- More detailed LCD: Has a higher resolution rear screen (1037k vs 120k dots).
- Easier time-lapse photography: Has an intervalometer built-in for low frequency shooting.
- More compact: Is smaller (139x80mm vs 157x153mm) and thus needs less room in the bag.
- Less heavy: Is lighter (by 440g or 40 percent) and hence easier to carry around.
- Easier file upload: Has wifi built in for automatic backup or image transfer to the web.
- More prestigious: Has the Leica luxury appeal, which ensures a high resale price.
- More modern: Reflects 15 years and 11 months of technical progress since the D1H launch.
Reasons to prefer the Nikon D1H:
- Better moiré control: Has an anti-alias filter to avoid artificial patterns to appear in images.
- Easier setting verification: Features a control panel on top to check shooting parameters.
- Faster shutter: Has higher mechanical shutter speed (1/16000s vs 1/4000s) to freeze action.
- More portrait friendly: Features an integrated vertical grip for easier portrait shooting.
- Longer lasting: Gets more shots (1200 versus 210) out of a single battery charge.
- Better studio light control: Has a PC Sync socket to connect to professional strobe lights.
- More affordable: Was introduced into a lower priced category (32 percent cheaper at launch).
- More heavily discounted: Has been around for much longer (launched in February 2001).
If the number of relative strengths (bullet points above) is taken as a guide, the M10 is the clear winner of the match-up (16 : 8 points). However, the pertinence of the various camera strengths will differ across photographers, so that you might want to weigh individual camera traits according to their importance for your own imaging needs before making a camera decision. A professional wedding photographer will view the differences between cameras in a way that diverges from the perspective of a travel photog, and a person interested in cityscapes has distinct needs from a macro shooter. Hence, the decision which camera is best and worth buying is often a very personal one.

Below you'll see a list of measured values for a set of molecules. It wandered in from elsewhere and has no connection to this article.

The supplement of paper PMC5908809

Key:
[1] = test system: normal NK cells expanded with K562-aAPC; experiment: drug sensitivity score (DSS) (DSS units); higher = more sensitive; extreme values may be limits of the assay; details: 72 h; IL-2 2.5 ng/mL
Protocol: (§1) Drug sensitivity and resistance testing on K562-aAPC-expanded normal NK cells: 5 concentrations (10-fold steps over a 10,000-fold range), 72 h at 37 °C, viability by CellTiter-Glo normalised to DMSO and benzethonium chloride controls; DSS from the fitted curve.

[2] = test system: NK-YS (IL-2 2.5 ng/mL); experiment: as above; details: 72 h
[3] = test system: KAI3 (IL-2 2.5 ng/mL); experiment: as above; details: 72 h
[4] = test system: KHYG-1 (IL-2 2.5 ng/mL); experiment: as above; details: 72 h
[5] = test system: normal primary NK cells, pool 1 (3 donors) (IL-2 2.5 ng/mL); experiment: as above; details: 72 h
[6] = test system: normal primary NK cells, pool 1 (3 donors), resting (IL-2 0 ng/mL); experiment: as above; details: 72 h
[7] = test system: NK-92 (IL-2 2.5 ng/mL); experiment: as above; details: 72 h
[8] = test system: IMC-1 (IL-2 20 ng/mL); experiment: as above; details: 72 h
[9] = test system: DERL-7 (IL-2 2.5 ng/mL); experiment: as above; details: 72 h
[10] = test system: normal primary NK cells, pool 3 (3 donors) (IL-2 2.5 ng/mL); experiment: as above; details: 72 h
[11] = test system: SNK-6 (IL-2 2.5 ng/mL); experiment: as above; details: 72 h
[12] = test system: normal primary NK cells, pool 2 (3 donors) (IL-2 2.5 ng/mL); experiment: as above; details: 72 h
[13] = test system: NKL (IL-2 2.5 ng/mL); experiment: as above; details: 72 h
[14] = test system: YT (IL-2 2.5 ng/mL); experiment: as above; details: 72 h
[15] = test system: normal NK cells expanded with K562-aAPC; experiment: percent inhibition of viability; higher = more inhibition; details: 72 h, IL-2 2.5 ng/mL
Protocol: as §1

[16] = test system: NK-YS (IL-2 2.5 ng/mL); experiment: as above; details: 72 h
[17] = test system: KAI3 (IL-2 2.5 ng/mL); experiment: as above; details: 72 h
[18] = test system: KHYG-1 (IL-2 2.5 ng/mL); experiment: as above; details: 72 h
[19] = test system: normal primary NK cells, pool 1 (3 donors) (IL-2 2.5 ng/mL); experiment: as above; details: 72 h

In any case, while the comparison of the spec-sheets of cameras can offer a general idea of their imaging potential, it says little about, for example, the shooting experience and imaging performance of the M10 and the D1H in practical situations. User reviews that are available, for instance, at amazon can sometimes shed light on these issues, but such feedback is all too often partial, inconsistent, and inaccurate.
This is why expert reviews are important. The adjacent summary-table relays the overall verdicts of several of the most popular camera review sites (amateurphotographer [AP], cameralabs [CL], digitalcameraworld [DCW], dpreview [DPR], ephotozine [EPZ], photographyblog [PB]). As can be seen, the professional reviewers agree in many cases on the quality of different cameras, but sometimes their assessments diverge, reinforcing the earlier point that a camera decision is often a very personal choice.
|1.||Leica M10||4.5/5||..||..||..||4/5||4.5/5||Jan 2017||6,595||ebay.com|
|2.||Nikon D1H||..||..||..||+ +||..||..||Feb 2001||4,499||ebay.com|
|3.||Canon 1D X Mark II||..||..||4.5/5||89/100||4.5/5||4.5/5||Feb 2016||5,999||ebay.com|
|4.||Canon 80D||4/5||+ +||4.5/5||84/100||4.5/5||4.5/5||Feb 2016||1,199||ebay.com|
|5.||Leica M11||4.5/5||..||4.5/5||..||4.5/5||4.5/5||Jan 2022||8,995||amazon.com|
|6.||Leica M10-P||..||..||3/5||..||..||4/5||Aug 2018||7,995||amazon.com|
|7.||Leica M Typ 262||..||..||..||..||..||..||Nov 2015||5,195||ebay.com|
|8.||Leica Q Typ 116||5/5||..||..||80/100||4.5/5||4.5/5||Jun 2015||4,249||ebay.com|